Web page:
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Welcome to The Whole Experience: Interview

A conversation on wellness, women, and what the health and fitness industries are missing.

Picture of two founders, Tameika and Whitney.

I think the fitness industry is in a unique position to lead the wellness movement. Unfortunately, it can also be somewhat elitist and is not as inclusive as you would expect from an industry that supports something (health) that transcends any kind of label we choose to put on ourselves. 

That’s why I was so intrigued when I came across Tameika and Whitney. They’re co-founders of The Whole Experience, a platform that has dedicated itself to changing the way women think about their health. The most impressive thing I discovered during this interview wasn’t the love and passion these two women have for what they do. It was how committed they are to creating an experience for the women they work with and the lengths they go through to make sure those women feel supported. The Whole Experience aren’t just two trainers leading you in a workout. They’re creating a movement of sustainable health, of inclusivity, and building the foundation of a community of women from all walks of life who love who they are. 

Kern:  

When you two first met and decided to be partners, what was your intention? What was that thing that both of you saw could be possible?

Tameika: 

I think what really struck me about Whitney was how aligned we were. I always felt like working in this industry, I was like an anomaly. Like nobody saw wellness the way I saw wellness. Nobody saw it as a full mind, body spirit thing. Nobody saw it as inclusive of all women, all shapes, all sizes, all demographics. Until I met Whitney. And then when I saw her and I saw what she stood for, I was like, together we would be a force.

Whitney: 

I really think that to Mika and I, both our personal journeys before we met and started this business are very indicative of the wellness industry in that we kind of went through those ebbs and flows of unhappiness, utilizing food as the enemy and workouts as the punishment. But when we really started to work together and realize the joyous parts of our journeys and how much fun you can have, it really unlocked something.

Kern: 

I feel like people have this preconceived notion of what it means to live a healthy life. When you guys are engaging with the woman that you guys engage with, how do you go about changing their mindset? Or maybe a better way to put it is how do you guys go about preparing their mindset for what you guys offer and what you guys are going to take them through as opposed to what they expect?

Tameika: 

I would say two, three weeks of the program is strictly on mindset. So we don’t even tell them what to eat or we don’t tell them what to do, we talk about reflection. And we have them stepping into their prosperity and possibility. And I think when you kind of set the tone, regardless of what we’re doing, retreats or coaching, you set that tone, it just shifts the whole dynamic of the relationship and the coaching.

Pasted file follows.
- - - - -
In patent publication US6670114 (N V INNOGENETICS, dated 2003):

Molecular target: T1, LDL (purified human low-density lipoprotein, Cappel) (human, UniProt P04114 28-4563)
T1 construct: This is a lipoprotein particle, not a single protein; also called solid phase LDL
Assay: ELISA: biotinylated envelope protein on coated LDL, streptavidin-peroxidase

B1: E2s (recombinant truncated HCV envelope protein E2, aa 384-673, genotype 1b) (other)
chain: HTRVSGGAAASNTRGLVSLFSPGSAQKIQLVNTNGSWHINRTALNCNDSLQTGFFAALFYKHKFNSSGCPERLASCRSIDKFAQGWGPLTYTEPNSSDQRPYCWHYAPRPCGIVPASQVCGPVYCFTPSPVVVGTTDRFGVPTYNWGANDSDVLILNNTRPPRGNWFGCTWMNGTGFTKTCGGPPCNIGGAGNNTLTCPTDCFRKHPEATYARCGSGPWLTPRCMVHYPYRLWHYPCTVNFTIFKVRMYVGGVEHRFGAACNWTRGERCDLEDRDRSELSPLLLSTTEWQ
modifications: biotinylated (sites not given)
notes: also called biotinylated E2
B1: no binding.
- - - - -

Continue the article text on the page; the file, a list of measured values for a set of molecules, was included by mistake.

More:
Whitney: 

I would just maybe add really quick, too, [that there’s] a tribe element. Either our coaching programs or our retreats, it’s filled with women that are doing the journey together. And I think so many people in today’s society feel alone and isolated. So it’s really fun and engaging and they feel held and supported not just by us as their coaches, but with women that are doing the journey together. 

Kern: 

So from a business perspective, how did you guys think about building and nurturing that tribe? And just from a “we want to help serve these women perspective,” how did you guys go about thinking about the building tribe?

Tameika: 

No two retreats are kind of the same. If you’re in a new country, if you’re in a new experience, you’re feeling all of the incredible energy and we bring 110% to each retreat. So that really often allows for repeat customers because once they go to one retreat, it’s so amazing. We really connect people virtually because it is a global space that everybody’s in. We’ve had people from the Caribbean, from Canada, from the UK, from Africa, we’ve had them from all over. And then from a social media perspective, we get the tribe together on an alumni Facebook group. So if you’ve kind of touched our space, you’re connected.

Kern: 

You’re in an industry where I think you can really lead the conversation for diversity. It’s something everyone has to deal with whether you choose to or not. What does diversity actually mean and how does it play out within your tribe?

Tameika: 

It’s diverse backgrounds, ages, sizes. It’s beyond the colour. It’s where you have a 22-year-old and 55-year-old becoming besties. It’s having people from all walks of life…connecting through diverse thought. And I think that’s one of the things that really spoke to me in the work we do.

Whitney: 

We hired a woman who’s from the UK but living in Bali. And we’ve hired another woman in Toronto and a woman who lives in Minnesota moving to Georgia. And we have this virtual beautiful team of women. It’s, very, very powerful what we’re doing in diversity.

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